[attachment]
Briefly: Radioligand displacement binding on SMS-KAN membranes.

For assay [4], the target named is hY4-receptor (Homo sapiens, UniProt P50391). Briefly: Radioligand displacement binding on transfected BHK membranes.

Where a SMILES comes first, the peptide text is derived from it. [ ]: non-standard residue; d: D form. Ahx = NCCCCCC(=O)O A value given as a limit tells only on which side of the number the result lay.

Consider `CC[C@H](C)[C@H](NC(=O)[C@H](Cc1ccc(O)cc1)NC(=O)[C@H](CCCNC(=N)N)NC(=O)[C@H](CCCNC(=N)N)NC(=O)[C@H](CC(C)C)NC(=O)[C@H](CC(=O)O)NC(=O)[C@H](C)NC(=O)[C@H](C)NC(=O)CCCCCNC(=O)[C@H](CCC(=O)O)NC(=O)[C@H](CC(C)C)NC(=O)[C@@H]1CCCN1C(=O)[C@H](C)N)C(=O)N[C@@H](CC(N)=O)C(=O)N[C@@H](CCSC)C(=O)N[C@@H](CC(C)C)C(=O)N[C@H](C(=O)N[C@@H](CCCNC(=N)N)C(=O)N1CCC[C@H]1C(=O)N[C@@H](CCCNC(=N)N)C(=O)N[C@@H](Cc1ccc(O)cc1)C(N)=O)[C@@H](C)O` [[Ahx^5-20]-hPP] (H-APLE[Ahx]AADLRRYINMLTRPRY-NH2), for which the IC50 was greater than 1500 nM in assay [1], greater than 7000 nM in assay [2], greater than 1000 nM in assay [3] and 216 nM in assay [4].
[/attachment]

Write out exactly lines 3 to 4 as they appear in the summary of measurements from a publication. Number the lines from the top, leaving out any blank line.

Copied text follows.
Where a SMILES comes first, the peptide text is derived from it. [ ]: non-standard residue; d: D form. Ahx = NCCCCCC(=O)O A value given as a limit tells only on which side of the number the result lay.

Consider `CC[C@H](C)[C@H](NC(=O)[C@H](Cc1ccc(O)cc1)NC(=O)[C@H](CCCNC(=N)N)NC(=O)[C@H](CCCNC(=N)N)NC(=O)[C@H](CC(C)C)NC(=O)[C@H](CC(=O)O)NC(=O)[C@H](C)NC(=O)[C@H](C)NC(=O)CCCCCNC(=O)[C@H](CCC(=O)O)NC(=O)[C@H](CC(C)C)NC(=O)[C@@H]1CCCN1C(=O)[C@H](C)N)C(=O)N[C@@H](CC(N)=O)C(=O)N[C@@H](CCSC)C(=O)N[C@@H](CC(C)C)C(=O)N[C@H](C(=O)N[C@@H](CCCNC(=N)N)C(=O)N1CCC[C@H]1C(=O)N[C@@H](CCCNC(=N)N)C(=O)N[C@@H](Cc1ccc(O)cc1)C(N)=O)[C@@H](C)O` [[Ahx^5-20]-hPP] (H-APLE[Ahx]AADLRRYINMLTRPRY-NH2), for which the IC50 was greater than 1500 nM in assay [1], greater than 7000 nM in assay [2], greater than 1000 nM in assay [3] and 216 nM in assay [4].